A new study reveals that the atmospheres of some planets beyond our solar system are slowly leaking away into space, causing these worlds to shrink in size over time.
Air Escaping Through Planetary Processes, Not Stellar Winds
The air loss is not caused by winds from the planet’s stars stripping away their protective atmospheres, as scientists had expected. Rather, around 90 tons of atmospheric gases from these exoplanets, some larger than Earth but smaller than Neptune, are escaping daily due to an internal process known as “core-powered mass loss.”
Earth’s atmosphere would take 15 trillion years to fully deplete
By comparison, Earth’s atmosphere only loses about 90 tons per day from heating from the sun’s radiation. At this rate, our planet’s atmosphere would take at least 15 trillion years to completely disappear, so there’s no cause for alarm.
Exoplanet Atmospheres Pushed Away from Within
But for some puffy exoplanets in the sub-Neptune size range, radiation emanating from their hot cores is actively pushing away their atmospheres from the inside out. This mechanism can shrink a sub-Neptune down to a rocky super-Earth over time. Additionally, you can also read about- The Mysterious Young Age of Mars Rocks on Earth Explained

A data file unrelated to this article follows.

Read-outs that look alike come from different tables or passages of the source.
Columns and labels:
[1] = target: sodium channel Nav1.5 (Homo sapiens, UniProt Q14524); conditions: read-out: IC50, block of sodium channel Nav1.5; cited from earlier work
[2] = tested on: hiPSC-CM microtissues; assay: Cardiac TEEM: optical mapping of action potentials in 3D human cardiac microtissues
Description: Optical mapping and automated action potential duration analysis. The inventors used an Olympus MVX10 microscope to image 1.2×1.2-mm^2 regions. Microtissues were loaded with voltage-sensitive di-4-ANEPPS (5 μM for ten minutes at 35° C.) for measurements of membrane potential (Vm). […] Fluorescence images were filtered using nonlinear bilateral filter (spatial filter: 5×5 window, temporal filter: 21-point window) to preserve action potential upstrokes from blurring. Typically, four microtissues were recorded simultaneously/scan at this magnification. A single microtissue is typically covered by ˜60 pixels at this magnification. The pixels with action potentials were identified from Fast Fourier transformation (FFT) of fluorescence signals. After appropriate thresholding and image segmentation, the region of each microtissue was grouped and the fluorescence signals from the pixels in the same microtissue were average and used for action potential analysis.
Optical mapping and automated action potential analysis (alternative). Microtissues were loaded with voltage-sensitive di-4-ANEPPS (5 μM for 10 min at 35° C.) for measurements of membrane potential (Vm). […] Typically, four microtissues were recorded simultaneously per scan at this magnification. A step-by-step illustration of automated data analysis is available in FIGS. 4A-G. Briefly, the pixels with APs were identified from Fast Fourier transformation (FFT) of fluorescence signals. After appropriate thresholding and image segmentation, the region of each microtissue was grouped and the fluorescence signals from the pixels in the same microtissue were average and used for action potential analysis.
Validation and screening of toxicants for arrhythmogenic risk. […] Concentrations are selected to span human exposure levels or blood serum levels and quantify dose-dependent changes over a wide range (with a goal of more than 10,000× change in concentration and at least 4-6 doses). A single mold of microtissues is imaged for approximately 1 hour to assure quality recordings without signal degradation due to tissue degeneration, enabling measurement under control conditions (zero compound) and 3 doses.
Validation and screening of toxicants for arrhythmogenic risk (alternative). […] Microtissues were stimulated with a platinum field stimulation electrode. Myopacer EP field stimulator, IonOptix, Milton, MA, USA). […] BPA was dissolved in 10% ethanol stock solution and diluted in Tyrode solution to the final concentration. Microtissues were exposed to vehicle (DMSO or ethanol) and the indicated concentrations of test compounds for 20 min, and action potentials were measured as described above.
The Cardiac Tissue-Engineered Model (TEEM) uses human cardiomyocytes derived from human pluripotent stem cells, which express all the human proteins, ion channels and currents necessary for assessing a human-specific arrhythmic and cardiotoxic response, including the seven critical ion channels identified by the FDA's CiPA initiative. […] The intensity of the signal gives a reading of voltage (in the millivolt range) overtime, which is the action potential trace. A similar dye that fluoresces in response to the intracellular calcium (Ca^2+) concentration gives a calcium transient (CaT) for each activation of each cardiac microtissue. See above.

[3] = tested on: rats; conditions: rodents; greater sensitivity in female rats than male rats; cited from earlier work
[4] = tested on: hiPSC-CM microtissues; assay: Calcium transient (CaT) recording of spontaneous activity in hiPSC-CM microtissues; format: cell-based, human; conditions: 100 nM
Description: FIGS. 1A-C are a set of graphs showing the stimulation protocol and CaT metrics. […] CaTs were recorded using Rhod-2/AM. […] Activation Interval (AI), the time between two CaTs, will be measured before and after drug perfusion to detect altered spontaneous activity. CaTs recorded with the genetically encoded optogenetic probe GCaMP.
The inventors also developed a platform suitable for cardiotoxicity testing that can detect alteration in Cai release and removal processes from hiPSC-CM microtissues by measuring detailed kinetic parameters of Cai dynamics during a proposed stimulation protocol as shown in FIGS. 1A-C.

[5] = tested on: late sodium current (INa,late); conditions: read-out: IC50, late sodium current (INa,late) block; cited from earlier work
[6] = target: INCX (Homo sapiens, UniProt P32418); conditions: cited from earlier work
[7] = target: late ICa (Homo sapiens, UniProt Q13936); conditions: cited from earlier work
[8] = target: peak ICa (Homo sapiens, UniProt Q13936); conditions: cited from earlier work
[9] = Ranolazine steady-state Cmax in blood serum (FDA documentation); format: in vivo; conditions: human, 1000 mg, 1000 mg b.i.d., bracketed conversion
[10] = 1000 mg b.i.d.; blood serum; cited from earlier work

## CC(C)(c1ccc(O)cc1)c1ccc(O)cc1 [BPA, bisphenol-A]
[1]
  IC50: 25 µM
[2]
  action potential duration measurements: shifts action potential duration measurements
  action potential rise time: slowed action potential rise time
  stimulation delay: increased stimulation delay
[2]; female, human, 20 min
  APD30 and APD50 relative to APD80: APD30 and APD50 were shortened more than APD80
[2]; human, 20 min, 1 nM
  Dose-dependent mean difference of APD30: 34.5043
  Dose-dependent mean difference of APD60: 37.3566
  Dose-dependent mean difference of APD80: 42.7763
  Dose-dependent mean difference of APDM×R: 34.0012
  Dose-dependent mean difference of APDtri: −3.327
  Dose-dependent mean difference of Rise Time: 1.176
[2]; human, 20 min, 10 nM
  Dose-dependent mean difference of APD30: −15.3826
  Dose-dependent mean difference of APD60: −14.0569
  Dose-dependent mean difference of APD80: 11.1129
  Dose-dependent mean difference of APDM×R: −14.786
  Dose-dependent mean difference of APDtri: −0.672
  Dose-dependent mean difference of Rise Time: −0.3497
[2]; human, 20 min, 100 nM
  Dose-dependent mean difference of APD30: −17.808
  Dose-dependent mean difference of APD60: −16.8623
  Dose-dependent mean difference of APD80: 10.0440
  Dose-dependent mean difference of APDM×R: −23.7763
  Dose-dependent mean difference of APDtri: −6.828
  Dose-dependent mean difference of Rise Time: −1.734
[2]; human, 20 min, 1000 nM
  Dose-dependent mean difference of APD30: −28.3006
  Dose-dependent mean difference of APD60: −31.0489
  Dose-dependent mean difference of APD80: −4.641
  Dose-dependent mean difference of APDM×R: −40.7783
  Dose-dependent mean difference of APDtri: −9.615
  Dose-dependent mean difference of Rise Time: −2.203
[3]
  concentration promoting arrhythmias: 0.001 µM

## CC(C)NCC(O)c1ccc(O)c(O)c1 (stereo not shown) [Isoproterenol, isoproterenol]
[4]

Leakage Explains the Gap in Exoplanet Sizes
Astronomers now have enough data to explain the apparent lack of exoplanets between 1.5 and 2 times Earth’s size. The ongoing atmospheric loss makes it difficult for sub-Neptunes to remain in that size range.
Star Cluster Data Reveals Effects Over Time
The research team analyzed data on sub-Neptunes orbiting stars in two star clusters: the 600 million-year-old Praesepe cluster and the 800 million-year-old Hyades cluster. Nearly all stars hosted orbiting sub-Neptunes, indicating their atmospheres had not yet depleted. But in stars more than 800 million years old, only 25% had sub-Neptunes remaining. This suggests the longer timeframe allowed core-powered atmosphere loss to occur on many planets.
Not Enough Mass to Hold Onto Atmosphere
The findings indicate that exoplanets need sufficient mass to retain their atmospheres over billions of years. Otherwise, the atmosphere will eventually leak away, causing the planet to shrink in size.
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